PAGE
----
You Don't Have To Apologize

Last week I spent a late night at the library, and after one too many sips of coffee I ended up in the women's bathroom. In the five minutes I was there, I noticed myself and three other girls consistently apologizing for the smallest things. One girl apologized to me for washing her hands when I was waiting behind her, another apologized for walking by a stall when the other girl tried to walk out. I even apologized for throwing my paper towel away because a girl was standing in front of the trash can. After I walked out I realized: Why did I apologize when I did nothing wrong? Every girl in that bathroom apologized at least once in less than five minutes. So why do women apologize over every little thing?

About a year ago, Pantene aired a commercial encouraging women to stop overusing the word "sorry." The commercial shows everyday women apologizing in a situation that did not actually require an apology. Take 30 seconds to watch it now, and I guarantee it will make you think twice about saying "sorry" again.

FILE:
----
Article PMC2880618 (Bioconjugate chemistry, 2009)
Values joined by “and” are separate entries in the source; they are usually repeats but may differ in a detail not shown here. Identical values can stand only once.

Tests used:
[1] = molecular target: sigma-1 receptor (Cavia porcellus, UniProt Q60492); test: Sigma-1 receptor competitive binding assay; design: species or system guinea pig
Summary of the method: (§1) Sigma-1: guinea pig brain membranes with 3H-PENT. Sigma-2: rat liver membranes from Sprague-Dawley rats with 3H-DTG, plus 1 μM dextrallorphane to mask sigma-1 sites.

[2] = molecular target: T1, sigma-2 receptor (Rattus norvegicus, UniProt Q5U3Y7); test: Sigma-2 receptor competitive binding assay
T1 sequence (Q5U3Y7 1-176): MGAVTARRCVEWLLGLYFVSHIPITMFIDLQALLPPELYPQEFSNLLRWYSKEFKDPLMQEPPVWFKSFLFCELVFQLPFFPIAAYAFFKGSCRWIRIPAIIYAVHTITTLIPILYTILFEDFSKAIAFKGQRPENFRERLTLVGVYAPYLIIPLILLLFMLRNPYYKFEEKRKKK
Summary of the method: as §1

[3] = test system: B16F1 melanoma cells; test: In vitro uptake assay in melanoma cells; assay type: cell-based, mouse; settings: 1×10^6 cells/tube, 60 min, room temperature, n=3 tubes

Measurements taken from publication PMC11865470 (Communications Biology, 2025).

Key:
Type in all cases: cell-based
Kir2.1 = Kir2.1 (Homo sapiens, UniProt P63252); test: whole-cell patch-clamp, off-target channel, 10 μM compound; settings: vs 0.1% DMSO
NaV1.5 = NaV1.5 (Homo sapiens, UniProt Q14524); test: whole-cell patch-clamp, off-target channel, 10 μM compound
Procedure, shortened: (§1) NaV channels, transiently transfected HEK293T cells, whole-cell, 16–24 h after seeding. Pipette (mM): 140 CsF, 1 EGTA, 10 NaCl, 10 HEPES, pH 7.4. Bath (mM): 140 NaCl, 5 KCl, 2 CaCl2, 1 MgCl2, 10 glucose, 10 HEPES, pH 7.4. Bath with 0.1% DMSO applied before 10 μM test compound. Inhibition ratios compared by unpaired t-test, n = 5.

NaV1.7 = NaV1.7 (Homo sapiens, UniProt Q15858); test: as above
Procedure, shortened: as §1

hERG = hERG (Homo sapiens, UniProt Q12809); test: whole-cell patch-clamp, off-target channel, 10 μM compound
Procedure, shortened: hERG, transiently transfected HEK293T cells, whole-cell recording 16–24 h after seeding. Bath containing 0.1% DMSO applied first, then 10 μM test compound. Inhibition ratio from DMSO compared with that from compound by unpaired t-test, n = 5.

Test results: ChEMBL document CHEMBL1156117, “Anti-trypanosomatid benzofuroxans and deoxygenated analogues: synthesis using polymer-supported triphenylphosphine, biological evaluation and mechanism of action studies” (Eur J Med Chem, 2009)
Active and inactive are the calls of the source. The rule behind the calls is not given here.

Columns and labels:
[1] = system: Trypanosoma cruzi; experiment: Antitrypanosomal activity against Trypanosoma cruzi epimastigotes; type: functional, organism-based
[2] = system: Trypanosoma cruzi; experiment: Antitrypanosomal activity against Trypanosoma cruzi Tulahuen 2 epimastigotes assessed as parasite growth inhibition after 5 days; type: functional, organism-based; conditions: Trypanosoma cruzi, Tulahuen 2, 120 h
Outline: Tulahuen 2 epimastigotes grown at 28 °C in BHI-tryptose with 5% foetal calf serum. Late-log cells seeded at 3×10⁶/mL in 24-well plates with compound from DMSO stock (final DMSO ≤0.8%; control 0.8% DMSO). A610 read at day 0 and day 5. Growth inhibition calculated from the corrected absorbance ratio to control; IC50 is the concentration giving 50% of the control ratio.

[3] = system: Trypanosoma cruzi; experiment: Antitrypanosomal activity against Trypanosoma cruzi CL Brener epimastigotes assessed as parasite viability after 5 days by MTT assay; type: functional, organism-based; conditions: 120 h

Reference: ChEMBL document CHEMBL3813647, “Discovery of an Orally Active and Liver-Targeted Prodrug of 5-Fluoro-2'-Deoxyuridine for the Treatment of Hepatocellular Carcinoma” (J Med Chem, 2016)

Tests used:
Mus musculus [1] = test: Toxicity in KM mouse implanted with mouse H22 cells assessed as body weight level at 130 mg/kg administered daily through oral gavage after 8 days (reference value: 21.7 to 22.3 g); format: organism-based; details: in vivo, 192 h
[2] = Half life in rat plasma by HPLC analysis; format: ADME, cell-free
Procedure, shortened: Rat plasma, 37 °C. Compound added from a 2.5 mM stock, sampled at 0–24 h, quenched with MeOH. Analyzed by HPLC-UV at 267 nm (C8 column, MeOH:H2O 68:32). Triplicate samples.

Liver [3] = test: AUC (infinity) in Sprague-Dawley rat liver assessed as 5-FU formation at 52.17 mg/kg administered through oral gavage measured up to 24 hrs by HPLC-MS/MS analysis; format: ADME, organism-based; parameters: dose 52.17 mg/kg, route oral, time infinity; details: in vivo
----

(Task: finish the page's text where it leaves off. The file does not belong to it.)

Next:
This five-letter word can change how people perceive you. When these women replaced the word “sorry” with “I have a question” or “good morning,” it made them seem more confident and more superior in the situation. Saying "sorry" multiple times, especially in the workplace, is not a good leadership quality. It holds women back from climbing to the top of the ladder in their career. 

I will say that I use the word "sorry" frequently myself, even when I'm not at fault. The day after my realization I decided to count how many times I said "sorry" in one day. My grand total was 11. I also asked a few women between ages 18-20 years old to count as well. They averaged about 14 times in one day. Over-using the word "sorry" makes it less meaningful when it actually needs to be said.

 

Not to promote women to never apologize again, I believe apologies should be said less in everyday conversation. Spilling someone’s coffee deserves an apology. Showing up late deserves an apology. Saying "sorry" because your thoughts or actions are different than others is not a reason to apologize.